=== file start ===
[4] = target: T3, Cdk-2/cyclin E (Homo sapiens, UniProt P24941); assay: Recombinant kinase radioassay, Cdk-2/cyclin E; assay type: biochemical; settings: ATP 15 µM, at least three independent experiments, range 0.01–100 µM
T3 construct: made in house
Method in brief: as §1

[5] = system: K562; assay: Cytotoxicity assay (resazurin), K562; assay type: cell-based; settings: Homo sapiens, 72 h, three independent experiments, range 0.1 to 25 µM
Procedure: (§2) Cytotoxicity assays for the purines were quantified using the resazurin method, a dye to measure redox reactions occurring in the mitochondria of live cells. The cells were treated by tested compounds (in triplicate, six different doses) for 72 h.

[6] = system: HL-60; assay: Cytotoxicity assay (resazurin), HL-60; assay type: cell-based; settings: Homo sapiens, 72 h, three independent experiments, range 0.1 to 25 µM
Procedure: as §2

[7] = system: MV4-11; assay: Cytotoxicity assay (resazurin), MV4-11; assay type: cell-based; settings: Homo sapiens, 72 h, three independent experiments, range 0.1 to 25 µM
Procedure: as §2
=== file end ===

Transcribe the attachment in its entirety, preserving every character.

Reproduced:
[4] = target: T3, Cdk-2/cyclin E (Homo sapiens, UniProt P24941); assay: Recombinant kinase radioassay, Cdk-2/cyclin E; assay type: biochemical; settings: ATP 15 µM, at least three independent experiments, range 0.01–100 µM
T3 construct: made in house
Method in brief: as §1

[5] = system: K562; assay: Cytotoxicity assay (resazurin), K562; assay type: cell-based; settings: Homo sapiens, 72 h, three independent experiments, range 0.1 to 25 µM
Procedure: (§2) Cytotoxicity assays for the purines were quantified using the resazurin method, a dye to measure redox reactions occurring in the mitochondria of live cells. The cells were treated by tested compounds (in triplicate, six different doses) for 72 h.

[6] = system: HL-60; assay: Cytotoxicity assay (resazurin), HL-60; assay type: cell-based; settings: Homo sapiens, 72 h, three independent experiments, range 0.1 to 25 µM
Procedure: as §2

[7] = system: MV4-11; assay: Cytotoxicity assay (resazurin), MV4-11; assay type: cell-based; settings: Homo sapiens, 72 h, three independent experiments, range 0.1 to 25 µM
Procedure: as §2